High School Honey
by Bill Bowler
|Table of Contents|
|Chapter 1: Honey|
The desire that had been Vronsky’s only one for almost an entire year and had replaced all earlier desires, and the desire that had been an impossible, horrifying and therefore all the more seductive dream of happiness for Anna — that desire was gratified. — L. N. Tolstoy, Anna Karenina
If it doesn’t hurt, it isn’t love.
That evening in May of 1968, the heavens above Brookbank were clear enough to see the faint veil of the Milky Way beyond the stars. Silence lay on Saddlesoap Lane. In Number 8, two windows were lit. The shifting glimmer of an unseen TV screen flickered from a downstairs room. From a second story bedroom window, soft white light shone. A girl’s silhouette appeared for a moment at the window.
Honey closed the curtain. She felt as if someone were watching, and pulled on her robe. The curtain rustled from a soft breeze through the half open window.
Honey sat on the edge of the bed and rested her chin on one knee. The robe parted and fell away from her thigh as she painted her toenails and hummed a tune quietly to herself.
School books and glamour magazines were strewn about the floor. The phone on the night table rang. She put down the nail polish and picked up the receiver.
“Hello?.. Oh, it’s you... You’ve got some nerve... No... I don’t want to!.. That’s right!.. Don’t bother.” Click.
She hung up, reached for the nail polish and knocked over the bottle.
The phone rang again. She dabbed up the spilt polish with a kleenex and picked up the phone with the other hand,
“Hello?.. There’s nothing to discuss... I don’t want to think about it!.. Just leave me alone!!”
She hung up again, rose from the bed, and saw her reflection in the mirror over the bureau. Tears were welling in her eyes. She wiped her cheek with a tissue and was brushing her hair back when the phone rang again.
Honey stood motionless as the phone rang insistently. She lifted the receiver and placed it down again. The ringing stopped. Then she took the phone off the hook and left it off. She sat on the bed for a moment, and then lay back down on her pillow and covered her face with her hands.
“Honey, dear,” her mother called from the TV room downstairs, “come quick. I want you to see this.”
Mrs. Miller’s favorite actor, Ricardo Montalban, was being interviewed on a talk show. Honey entered the TV room wiping her eyes and sank into the easy chair. Her mother was glued to the tube.
“Look at this! Listen to this man. What a hunk!”
Honey sniffled. A commercial came on. Her mother flipped the dial.
“That man is so suave. Are you doing your homework upstairs, dear?”
“Yes.” Honey’s voice cracked.
“What’s wrong? You’re awfully pale. Have you been crying?” Mrs. Miller switched off the volume. “What is it, dear? Tell me. It can’t be that bad.”
Honey had a little cry on her mother’s shoulder. Her mother gave her a kleenex. “Now what’s the big problem?”
“It’s nothing, Mom.”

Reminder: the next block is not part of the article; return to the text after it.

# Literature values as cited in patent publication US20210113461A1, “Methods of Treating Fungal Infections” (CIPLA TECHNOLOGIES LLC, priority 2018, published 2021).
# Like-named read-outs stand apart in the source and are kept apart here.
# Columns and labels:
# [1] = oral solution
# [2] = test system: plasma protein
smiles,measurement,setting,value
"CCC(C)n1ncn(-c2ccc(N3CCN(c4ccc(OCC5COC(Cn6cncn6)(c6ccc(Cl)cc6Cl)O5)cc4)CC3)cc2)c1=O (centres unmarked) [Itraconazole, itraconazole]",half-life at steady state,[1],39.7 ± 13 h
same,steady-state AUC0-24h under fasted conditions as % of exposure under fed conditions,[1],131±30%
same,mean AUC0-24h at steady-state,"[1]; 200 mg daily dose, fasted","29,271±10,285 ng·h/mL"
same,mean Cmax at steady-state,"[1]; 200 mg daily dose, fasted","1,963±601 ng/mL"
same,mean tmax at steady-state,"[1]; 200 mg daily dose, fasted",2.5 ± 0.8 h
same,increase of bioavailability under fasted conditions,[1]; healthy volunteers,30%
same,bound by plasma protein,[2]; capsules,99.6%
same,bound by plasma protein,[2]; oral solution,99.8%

“Boy trouble? You can tell me about it. I know a few things. I might surprise you, dear. You know, I wasn’t much older than you are now when I met your father. He was just back from the war and very handsome in his uniform. He started coming by our house all the time and...”
Mrs. Miller passed into a momentary reverie, half-forgotten memories of courtship and first love.
“But, mom,” asked Honey, “why is dad never home now?”
Her mother’s face clouded over. “Things don’t always work out the way you planned them. Your father and I... He...” Mrs. Miller’s voice trailed off and she picked up her drink. Honey kissed her.
“Don’t feel bad, mom.”
Honey heard the TV click on again as she was climbing the stairway back up to her room. She left the phone off the hook, turned off the light, climbed into bed and pulled up the covers. But she couldn’t sleep. She tossed and turned well into the night, wondering if that jerk was trying to call, wondering why he was acting this way, wondering what he would do.
The full moon was rising in the east, casting its dim silver light across the yard. The trees arched gracefully over the street, forming a shadowy alley. An occasional car sped by, dangerously fast. Honey still lay in bed, eyes open in the dark, watching faint shifting patterns on the ceiling, wide awake.
He wanted an explanation. Of what? He was acting like a baby, like he needed his mother or something. It was weird. Her husband, when she got married some day, would never act like that. He’d be strong, proud, loving, affectionate. He would read her moods and be sensitive and supportive, not come screaming in jealous fits and making demands.
She couldn’t picture his face, but he was fair, and muscular, wearing a suit and tie, very successful in business. She was picking him up at the train station. He was running to her arms. They embraced, he kissed her, and they were driving back to their secluded mansion...
Copyright © 2010 by Bill Bowler